39-71-411, MCA


George v. Bowler, 2015 MT 209, 380 Mont. 155, 354 P.3d 585 Montana has rejected the “dual capacity” doctrine, which allows suit against an employer for negligence committed in a capacity separate from its capacity as employer, since it would “go a long way toward destroying the exclusive remedy principle.”

George v. Bowler, 2015 MT 209, 380 Mont. 155, 354 P.3d 585 Warehouse owners who rented warehouse to their employer were acting in the course and scope of their employment while supervising and controlling the work of claimant – who also worked for and was being paid by the same employer as the warehouse owners.  Since the claimant claimed and received workers’ compensation benefits from his employer, the warehouse owners were immune from claimant’s suit for injuries.  Even though owners were also general contractors on warehouse construction and were separate legal entities from employer, one of the owners was the employer’s warehouse manager and was acting on behalf of employer when supervising claimant, the project on which claimant was working was for benefit of employer, and claimant was working for employer at the time of his accident. 

George v. Bowler, 2015 MT 209, 380 Mont. 155, 354 P.3d 585 The exclusivity provision in the Workers’ Compensation Act is an affirmative defense.

Stokes v. Golden Triangle, Inc., 2015 MT 199, 380 Mont. 93, 353 P.3d 500 An employer is covered by a valid workers’ compensation insurance policy if the policy inadvertently fails to name the employer as one of the entities it insured.  Here, both the insurer and the employer agree the employer was covered under the policy; the policy used the employer’s payroll to calculate the premium; the application included the employer’s information, including its FEIN; the associated documents, including the insurance binder, named the employer as a covered insured; the premiums remained unchanged after the insurer corrected the policy endorsement to name the employer among the insured; the failure to name the employer in the policy was inadvertent; and the insurer paid, and the claimant accepted, workers’ compensation benefits under the policy in the claimant’s employer’s name.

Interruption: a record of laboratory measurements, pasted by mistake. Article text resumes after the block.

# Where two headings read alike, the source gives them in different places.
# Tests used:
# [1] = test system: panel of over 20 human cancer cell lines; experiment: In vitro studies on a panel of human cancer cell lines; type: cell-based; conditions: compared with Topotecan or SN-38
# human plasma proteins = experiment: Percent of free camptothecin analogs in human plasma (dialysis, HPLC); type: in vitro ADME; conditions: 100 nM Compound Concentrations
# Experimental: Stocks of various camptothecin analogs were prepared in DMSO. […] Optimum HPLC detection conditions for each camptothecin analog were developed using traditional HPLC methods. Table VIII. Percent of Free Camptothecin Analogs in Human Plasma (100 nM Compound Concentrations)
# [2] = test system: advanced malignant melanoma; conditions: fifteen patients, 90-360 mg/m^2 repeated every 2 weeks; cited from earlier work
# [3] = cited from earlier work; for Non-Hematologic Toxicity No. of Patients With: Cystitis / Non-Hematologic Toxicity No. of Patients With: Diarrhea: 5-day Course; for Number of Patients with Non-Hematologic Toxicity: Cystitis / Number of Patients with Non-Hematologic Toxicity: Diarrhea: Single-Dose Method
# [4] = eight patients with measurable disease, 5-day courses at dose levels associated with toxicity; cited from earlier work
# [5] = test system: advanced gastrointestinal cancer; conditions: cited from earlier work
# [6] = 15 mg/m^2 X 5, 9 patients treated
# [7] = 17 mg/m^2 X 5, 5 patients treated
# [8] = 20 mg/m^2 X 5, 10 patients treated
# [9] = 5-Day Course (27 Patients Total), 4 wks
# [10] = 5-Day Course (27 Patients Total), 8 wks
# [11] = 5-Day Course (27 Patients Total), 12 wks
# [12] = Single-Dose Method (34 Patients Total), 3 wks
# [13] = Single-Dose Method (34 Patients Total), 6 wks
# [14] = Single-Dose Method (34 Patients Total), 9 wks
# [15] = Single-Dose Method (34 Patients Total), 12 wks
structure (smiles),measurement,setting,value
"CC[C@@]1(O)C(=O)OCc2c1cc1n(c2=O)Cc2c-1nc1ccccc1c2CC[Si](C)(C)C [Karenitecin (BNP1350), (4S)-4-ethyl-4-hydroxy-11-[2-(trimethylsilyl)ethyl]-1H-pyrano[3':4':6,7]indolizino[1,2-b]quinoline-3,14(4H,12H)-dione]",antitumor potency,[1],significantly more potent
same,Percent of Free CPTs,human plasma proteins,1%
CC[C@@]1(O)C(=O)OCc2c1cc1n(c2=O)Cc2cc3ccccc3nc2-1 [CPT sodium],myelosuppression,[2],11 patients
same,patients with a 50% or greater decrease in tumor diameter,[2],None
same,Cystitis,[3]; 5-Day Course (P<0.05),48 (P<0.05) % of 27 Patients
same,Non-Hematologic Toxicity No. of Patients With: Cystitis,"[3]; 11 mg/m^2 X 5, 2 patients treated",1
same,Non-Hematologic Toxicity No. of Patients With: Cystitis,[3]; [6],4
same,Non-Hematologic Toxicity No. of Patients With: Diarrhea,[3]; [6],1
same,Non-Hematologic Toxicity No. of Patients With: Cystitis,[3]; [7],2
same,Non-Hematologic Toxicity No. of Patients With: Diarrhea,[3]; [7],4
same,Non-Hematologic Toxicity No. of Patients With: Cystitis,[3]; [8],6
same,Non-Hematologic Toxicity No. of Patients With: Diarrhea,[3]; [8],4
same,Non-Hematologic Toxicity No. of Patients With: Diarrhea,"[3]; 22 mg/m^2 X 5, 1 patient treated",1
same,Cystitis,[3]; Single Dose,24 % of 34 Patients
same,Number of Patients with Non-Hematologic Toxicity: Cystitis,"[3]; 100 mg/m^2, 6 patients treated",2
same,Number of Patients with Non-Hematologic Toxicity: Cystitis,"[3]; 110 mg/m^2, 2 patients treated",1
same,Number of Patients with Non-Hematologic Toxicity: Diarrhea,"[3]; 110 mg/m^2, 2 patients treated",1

Harris v. State, Dep't of Corrections [01/29/13] 2013 MT 16 The employer’s knowledge that the possibility of serious injury existed from voluntarily tasering the claimant as part of his SWAT training was insufficient to show an intentional and deliberate act by his employer.  A chance of injury is not the same as a deliberate act to injure under § 39-71-413, MCA, and a risk of injury does not establish actual knowledge of certain injury as required by the statute.  Claimant’s suit is therefore barred by the exclusive remedy provision of the WCA, § 39-71-411, MCA.

Walters v. Flathead Concrete Products, Inc. [03/16/11] 2011 MT 45 The quid pro quo upon which the exclusive remedy of the WCA is premised applies whenever an injury is covered and compensable under the WCA, regardless of whether the quid pro quo is fair and balanced.

[1995] Okuly v. USF&G Insurance Company, 2003 MT 291 Following Hubbel v. Western Fire Ins. Co., 218 Mont. 21, 706 P.1d 111 (1985), and relying on section 39-71-411, MCA, the Montana Supreme Court held that the Workers’ Compensation Act provided the exclusive remedy for the heirs and personal representatives of decedent, who was killed in an automobile accident in a car driven by a co-employee in the course and scope of employment. Recovery was not permitted under the uninsured motorist provision of the employer’s general liability policy.